Maintain Healthy Eating Habits With Intermittent Fasting
People face a variety of food choices everyday. You might be craving for some take-out from your dependable Chinese restaurant. Maybe the new corner cafe looks interesting. Simply walking over to your refrigerator and heating up some tasty leftovers is of course, an option. There is always an opportunity to grab a bite to eat. It is however important to maintain healthy eating habits.
Eating without a doubt is often a pleasurable and comforting experience. Nevertheless, there is also a need to pause from it every once in awhile. Intermittent fasting allows us to do this. It does not contemplate a prolonged break from eating, though it does entail disciplined and timed breaks. This form of diet regimen however will not have the same effect on everyone. Consult with your doctor to ask if this is suitable for you.
Calorie deficit not surplus
Dr. Stephen Freeland is an associate professor of urology and pathology of the Duke University Medical Center in North Carolina, USA. He found that the progression of cancer in mice slowed through fasting. Dr. Freeland stated, “Caloric restriction, undernutrition without malnutrition, is the only experimental approach consistently shown to prolong survival in animal models.”
This does not mean however that you should overeat on your non-fasting days. You must be able to still regulate the amount of calories you take in. Bingeing should not cancel out the benefits gained during periods of fasting. Food portions must remain regular to low instead of high to low. The same goes with the time intervals between meals. It should be regular to infrequent instead of frequent to infrequent. This is one way to maintain healthy eating habits.
Brad Pilon, the author of the best-selling weight loss book Eat Stop Eat suggests that fasting is more than just dieting. It is a lifestyle. His version entails doing a 24-hour fast once or even twice a week, but not on successive days. The program’s flexibility allows you to choose when to do it provided it is within this weekly period. When he was interviewed by Roger Collier of the Canadian Medical Association Journal, Pilon shared this philosophy, “Rather than just looking at it as fasting, which can have a negative connotation, it’s more about breaking the cycle of thinking you can’t take the occasional break from eating.”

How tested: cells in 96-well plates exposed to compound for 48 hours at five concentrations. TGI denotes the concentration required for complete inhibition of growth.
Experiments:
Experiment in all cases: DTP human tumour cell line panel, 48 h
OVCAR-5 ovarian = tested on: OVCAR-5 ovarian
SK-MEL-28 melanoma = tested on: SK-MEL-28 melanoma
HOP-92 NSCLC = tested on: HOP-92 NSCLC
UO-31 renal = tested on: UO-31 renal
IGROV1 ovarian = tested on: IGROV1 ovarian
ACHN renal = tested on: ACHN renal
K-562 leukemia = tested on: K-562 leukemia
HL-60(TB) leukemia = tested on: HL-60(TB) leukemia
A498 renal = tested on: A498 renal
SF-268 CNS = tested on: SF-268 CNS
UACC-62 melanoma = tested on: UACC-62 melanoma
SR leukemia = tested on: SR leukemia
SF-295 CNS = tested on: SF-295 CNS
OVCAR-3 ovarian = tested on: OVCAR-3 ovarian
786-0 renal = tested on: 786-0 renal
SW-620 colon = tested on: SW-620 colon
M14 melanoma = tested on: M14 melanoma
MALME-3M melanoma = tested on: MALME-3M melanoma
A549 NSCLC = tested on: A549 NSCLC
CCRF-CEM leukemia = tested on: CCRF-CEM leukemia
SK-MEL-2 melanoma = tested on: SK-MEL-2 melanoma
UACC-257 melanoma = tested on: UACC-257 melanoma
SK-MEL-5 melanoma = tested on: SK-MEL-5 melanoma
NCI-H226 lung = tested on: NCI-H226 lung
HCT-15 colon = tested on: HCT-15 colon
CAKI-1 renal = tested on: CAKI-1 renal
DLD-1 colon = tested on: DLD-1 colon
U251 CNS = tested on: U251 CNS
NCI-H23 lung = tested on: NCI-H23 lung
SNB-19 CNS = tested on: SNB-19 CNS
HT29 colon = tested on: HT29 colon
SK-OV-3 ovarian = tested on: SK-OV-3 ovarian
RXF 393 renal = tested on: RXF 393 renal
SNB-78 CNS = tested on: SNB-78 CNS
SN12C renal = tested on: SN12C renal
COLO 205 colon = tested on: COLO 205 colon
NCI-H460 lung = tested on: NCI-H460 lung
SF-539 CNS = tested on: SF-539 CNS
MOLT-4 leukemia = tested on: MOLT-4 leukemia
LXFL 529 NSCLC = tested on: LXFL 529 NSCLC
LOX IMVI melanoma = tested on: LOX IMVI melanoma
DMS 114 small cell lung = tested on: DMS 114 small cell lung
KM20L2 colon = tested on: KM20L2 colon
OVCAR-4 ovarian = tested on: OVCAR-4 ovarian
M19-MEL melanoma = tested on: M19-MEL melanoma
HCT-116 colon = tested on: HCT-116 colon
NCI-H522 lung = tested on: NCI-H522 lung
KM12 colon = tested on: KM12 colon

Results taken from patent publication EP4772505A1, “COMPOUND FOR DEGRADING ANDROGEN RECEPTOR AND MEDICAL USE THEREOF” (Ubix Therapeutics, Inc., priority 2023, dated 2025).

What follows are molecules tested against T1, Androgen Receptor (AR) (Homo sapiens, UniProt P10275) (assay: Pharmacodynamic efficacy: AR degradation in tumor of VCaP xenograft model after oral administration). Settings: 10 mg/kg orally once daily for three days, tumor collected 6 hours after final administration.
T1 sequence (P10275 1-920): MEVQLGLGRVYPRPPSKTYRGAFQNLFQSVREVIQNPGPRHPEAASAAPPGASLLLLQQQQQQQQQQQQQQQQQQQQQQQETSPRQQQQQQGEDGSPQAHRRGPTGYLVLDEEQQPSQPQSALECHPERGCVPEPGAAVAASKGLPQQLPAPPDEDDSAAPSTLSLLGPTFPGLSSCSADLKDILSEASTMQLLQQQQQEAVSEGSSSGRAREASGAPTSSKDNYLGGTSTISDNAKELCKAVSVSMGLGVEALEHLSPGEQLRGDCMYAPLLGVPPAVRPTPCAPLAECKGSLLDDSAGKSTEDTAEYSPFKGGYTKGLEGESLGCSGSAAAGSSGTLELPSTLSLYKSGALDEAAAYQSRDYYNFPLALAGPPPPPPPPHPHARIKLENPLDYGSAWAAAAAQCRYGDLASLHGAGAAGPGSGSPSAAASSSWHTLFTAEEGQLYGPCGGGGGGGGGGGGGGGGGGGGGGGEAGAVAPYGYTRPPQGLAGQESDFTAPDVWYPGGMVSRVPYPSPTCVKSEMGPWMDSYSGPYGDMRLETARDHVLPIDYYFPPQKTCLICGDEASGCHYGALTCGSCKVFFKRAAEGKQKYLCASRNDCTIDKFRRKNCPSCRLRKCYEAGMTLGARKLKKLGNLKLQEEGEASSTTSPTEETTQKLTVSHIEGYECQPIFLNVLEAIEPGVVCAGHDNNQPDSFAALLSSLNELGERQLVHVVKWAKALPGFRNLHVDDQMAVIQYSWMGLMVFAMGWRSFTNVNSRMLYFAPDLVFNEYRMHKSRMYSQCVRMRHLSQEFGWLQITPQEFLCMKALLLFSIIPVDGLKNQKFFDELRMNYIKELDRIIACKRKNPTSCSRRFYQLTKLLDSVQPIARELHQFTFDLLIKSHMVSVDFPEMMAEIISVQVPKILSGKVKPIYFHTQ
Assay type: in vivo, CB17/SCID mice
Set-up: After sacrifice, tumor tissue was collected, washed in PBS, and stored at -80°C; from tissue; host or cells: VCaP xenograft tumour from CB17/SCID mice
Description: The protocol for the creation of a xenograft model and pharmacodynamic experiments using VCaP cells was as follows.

Looking at it from this perspective does indeed make the task seem more achievable. The sense of urgency to eat at pre-established meal times of breakfast, lunch and dinner seems less rigid. It gives the body a chance to rest from digesting food and focus its energy on other physiological functions. This type of fasting can lead to weight loss of around two pounds. It however entails a calorie reduction of about 30% a week.
Maintain healthy eating habits
The purpose of fasting is not to drastically lose weight. It is to help your body heal and perform more optimally on less food. Keep in mind to get into this gradually. Your body does not need to feel the sudden shock of food depravation. According to Dr. Joel Fuhrman who wrote the book Eat to Live, “Fasting is not a weight loss tool. Fasting slows your metabolic rate down so your diet from before the fast is even more fattening after you fast.”
It is sound advice that is worth remembering. Alter your food choices along with the amount you take in. This will prepare you to look for the right types of food on your next meal. By now, most of us already know that sugary and processed foods are a big no-no. Consider steadily weeding these unhealthy items out of your diet.
Slow and steady
Stick to the basics by eating your fruits and vegetables. You might even want to venture into sampling some exotic variants that some may consider as superfoods. As a result, you train your body to survive on a restricted amount of calories coming from the right nutrients. Whatever your approach to intermittent fasting may be, please do it safely and with the proper guidance. By the way, the occasional (once a week?) treat is ok. You would like to maintain healthy eating habits but the transition should ideally be as enjoyable and painless as possible.